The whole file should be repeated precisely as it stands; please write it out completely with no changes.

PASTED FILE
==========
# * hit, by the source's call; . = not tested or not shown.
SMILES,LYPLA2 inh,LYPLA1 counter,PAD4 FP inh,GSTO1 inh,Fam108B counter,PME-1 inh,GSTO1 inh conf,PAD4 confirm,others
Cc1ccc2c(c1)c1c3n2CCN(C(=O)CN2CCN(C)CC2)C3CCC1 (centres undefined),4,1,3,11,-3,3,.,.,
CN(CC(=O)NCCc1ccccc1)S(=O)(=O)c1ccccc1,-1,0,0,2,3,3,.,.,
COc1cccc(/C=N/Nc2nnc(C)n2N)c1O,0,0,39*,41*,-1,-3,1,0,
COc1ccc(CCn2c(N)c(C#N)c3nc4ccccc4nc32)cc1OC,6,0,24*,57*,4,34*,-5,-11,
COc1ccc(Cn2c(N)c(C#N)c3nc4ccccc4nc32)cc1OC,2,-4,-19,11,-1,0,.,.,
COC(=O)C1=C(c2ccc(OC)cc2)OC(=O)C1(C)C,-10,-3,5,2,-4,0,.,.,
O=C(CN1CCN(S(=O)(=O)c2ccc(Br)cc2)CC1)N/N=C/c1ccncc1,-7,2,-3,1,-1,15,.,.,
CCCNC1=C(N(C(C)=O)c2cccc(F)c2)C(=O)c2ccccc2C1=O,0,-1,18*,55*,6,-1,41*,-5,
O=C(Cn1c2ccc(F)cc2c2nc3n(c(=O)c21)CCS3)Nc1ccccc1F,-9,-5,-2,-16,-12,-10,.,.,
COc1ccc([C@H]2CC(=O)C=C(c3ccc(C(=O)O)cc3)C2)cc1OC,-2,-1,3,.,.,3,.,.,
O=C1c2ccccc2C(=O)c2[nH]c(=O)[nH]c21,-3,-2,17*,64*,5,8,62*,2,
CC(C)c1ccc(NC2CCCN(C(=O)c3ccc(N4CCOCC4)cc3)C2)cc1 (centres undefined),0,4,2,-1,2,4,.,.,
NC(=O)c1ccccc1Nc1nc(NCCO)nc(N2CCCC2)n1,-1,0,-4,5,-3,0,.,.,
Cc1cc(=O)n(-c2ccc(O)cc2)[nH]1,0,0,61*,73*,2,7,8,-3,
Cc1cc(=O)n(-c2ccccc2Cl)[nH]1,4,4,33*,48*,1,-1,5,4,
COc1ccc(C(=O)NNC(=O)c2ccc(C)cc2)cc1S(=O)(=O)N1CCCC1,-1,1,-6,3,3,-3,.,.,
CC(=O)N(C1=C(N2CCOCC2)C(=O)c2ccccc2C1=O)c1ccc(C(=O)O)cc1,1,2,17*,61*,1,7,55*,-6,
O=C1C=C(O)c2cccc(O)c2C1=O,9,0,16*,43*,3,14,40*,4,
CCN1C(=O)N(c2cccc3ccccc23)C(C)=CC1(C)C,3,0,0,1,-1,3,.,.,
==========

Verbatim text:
# * hit, by the source's call; . = not tested or not shown.
SMILES,LYPLA2 inh,LYPLA1 counter,PAD4 FP inh,GSTO1 inh,Fam108B counter,PME-1 inh,GSTO1 inh conf,PAD4 confirm,others
Cc1ccc2c(c1)c1c3n2CCN(C(=O)CN2CCN(C)CC2)C3CCC1 (centres undefined),4,1,3,11,-3,3,.,.,
CN(CC(=O)NCCc1ccccc1)S(=O)(=O)c1ccccc1,-1,0,0,2,3,3,.,.,
COc1cccc(/C=N/Nc2nnc(C)n2N)c1O,0,0,39*,41*,-1,-3,1,0,
COc1ccc(CCn2c(N)c(C#N)c3nc4ccccc4nc32)cc1OC,6,0,24*,57*,4,34*,-5,-11,
COc1ccc(Cn2c(N)c(C#N)c3nc4ccccc4nc32)cc1OC,2,-4,-19,11,-1,0,.,.,
COC(=O)C1=C(c2ccc(OC)cc2)OC(=O)C1(C)C,-10,-3,5,2,-4,0,.,.,
O=C(CN1CCN(S(=O)(=O)c2ccc(Br)cc2)CC1)N/N=C/c1ccncc1,-7,2,-3,1,-1,15,.,.,
CCCNC1=C(N(C(C)=O)c2cccc(F)c2)C(=O)c2ccccc2C1=O,0,-1,18*,55*,6,-1,41*,-5,
O=C(Cn1c2ccc(F)cc2c2nc3n(c(=O)c21)CCS3)Nc1ccccc1F,-9,-5,-2,-16,-12,-10,.,.,
COc1ccc([C@H]2CC(=O)C=C(c3ccc(C(=O)O)cc3)C2)cc1OC,-2,-1,3,.,.,3,.,.,
O=C1c2ccccc2C(=O)c2[nH]c(=O)[nH]c21,-3,-2,17*,64*,5,8,62*,2,
CC(C)c1ccc(NC2CCCN(C(=O)c3ccc(N4CCOCC4)cc3)C2)cc1 (centres undefined),0,4,2,-1,2,4,.,.,
NC(=O)c1ccccc1Nc1nc(NCCO)nc(N2CCCC2)n1,-1,0,-4,5,-3,0,.,.,
Cc1cc(=O)n(-c2ccc(O)cc2)[nH]1,0,0,61*,73*,2,7,8,-3,
Cc1cc(=O)n(-c2ccccc2Cl)[nH]1,4,4,33*,48*,1,-1,5,4,
COc1ccc(C(=O)NNC(=O)c2ccc(C)cc2)cc1S(=O)(=O)N1CCCC1,-1,1,-6,3,3,-3,.,.,
CC(=O)N(C1=C(N2CCOCC2)C(=O)c2ccccc2C1=O)c1ccc(C(=O)O)cc1,1,2,17*,61*,1,7,55*,-6,
O=C1C=C(O)c2cccc(O)c2C1=O,9,0,16*,43*,3,14,40*,4,
CCN1C(=O)N(c2cccc3ccccc23)C(C)=CC1(C)C,3,0,0,1,-1,3,.,.,